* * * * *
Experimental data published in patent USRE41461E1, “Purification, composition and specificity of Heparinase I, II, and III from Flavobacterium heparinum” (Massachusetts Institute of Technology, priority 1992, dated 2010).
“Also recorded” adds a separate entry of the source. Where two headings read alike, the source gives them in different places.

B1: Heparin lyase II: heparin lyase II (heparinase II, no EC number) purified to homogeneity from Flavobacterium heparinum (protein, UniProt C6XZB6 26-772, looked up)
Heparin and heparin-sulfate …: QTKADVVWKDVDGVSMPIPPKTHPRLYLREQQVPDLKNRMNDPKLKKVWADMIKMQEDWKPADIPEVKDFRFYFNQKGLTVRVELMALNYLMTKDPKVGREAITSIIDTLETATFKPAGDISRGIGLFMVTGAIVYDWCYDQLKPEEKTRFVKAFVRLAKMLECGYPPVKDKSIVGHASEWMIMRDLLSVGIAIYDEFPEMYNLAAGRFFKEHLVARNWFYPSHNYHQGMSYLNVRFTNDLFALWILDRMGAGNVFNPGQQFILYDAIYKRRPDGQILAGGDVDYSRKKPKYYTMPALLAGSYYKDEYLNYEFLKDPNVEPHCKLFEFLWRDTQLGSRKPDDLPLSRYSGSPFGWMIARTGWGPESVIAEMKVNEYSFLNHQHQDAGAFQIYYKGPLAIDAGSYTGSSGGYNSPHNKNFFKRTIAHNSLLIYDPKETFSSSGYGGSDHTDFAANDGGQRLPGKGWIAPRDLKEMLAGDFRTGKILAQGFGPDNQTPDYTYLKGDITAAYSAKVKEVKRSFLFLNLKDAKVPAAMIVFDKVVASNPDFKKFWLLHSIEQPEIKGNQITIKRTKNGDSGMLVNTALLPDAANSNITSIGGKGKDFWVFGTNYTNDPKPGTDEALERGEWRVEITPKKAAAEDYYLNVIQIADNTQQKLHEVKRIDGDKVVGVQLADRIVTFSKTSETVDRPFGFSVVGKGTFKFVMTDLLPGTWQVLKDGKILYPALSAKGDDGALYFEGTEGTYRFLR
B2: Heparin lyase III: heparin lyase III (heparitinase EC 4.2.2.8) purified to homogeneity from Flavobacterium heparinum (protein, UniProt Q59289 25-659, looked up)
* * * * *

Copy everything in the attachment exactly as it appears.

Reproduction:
Experimental data published in patent USRE41461E1, “Purification, composition and specificity of Heparinase I, II, and III from Flavobacterium heparinum” (Massachusetts Institute of Technology, priority 1992, dated 2010).
“Also recorded” adds a separate entry of the source. Where two headings read alike, the source gives them in different places.

B1: Heparin lyase II: heparin lyase II (heparinase II, no EC number) purified to homogeneity from Flavobacterium heparinum (protein, UniProt C6XZB6 26-772, looked up)
Heparin and heparin-sulfate …: QTKADVVWKDVDGVSMPIPPKTHPRLYLREQQVPDLKNRMNDPKLKKVWADMIKMQEDWKPADIPEVKDFRFYFNQKGLTVRVELMALNYLMTKDPKVGREAITSIIDTLETATFKPAGDISRGIGLFMVTGAIVYDWCYDQLKPEEKTRFVKAFVRLAKMLECGYPPVKDKSIVGHASEWMIMRDLLSVGIAIYDEFPEMYNLAAGRFFKEHLVARNWFYPSHNYHQGMSYLNVRFTNDLFALWILDRMGAGNVFNPGQQFILYDAIYKRRPDGQILAGGDVDYSRKKPKYYTMPALLAGSYYKDEYLNYEFLKDPNVEPHCKLFEFLWRDTQLGSRKPDDLPLSRYSGSPFGWMIARTGWGPESVIAEMKVNEYSFLNHQHQDAGAFQIYYKGPLAIDAGSYTGSSGGYNSPHNKNFFKRTIAHNSLLIYDPKETFSSSGYGGSDHTDFAANDGGQRLPGKGWIAPRDLKEMLAGDFRTGKILAQGFGPDNQTPDYTYLKGDITAAYSAKVKEVKRSFLFLNLKDAKVPAAMIVFDKVVASNPDFKKFWLLHSIEQPEIKGNQITIKRTKNGDSGMLVNTALLPDAANSNITSIGGKGKDFWVFGTNYTNDPKPGTDEALERGEWRVEITPKKAAAEDYYLNVIQIADNTQQKLHEVKRIDGDKVVGVQLADRIVTFSKTSETVDRPFGFSVVGKGTFKFVMTDLLPGTWQVLKDGKILYPALSAKGDDGALYFEGTEGTYRFLR
B2: Heparin lyase III: heparin lyase III (heparitinase EC 4.2.2.8) purified to homogeneity from Flavobacterium heparinum (protein, UniProt Q59289 25-659, looked up)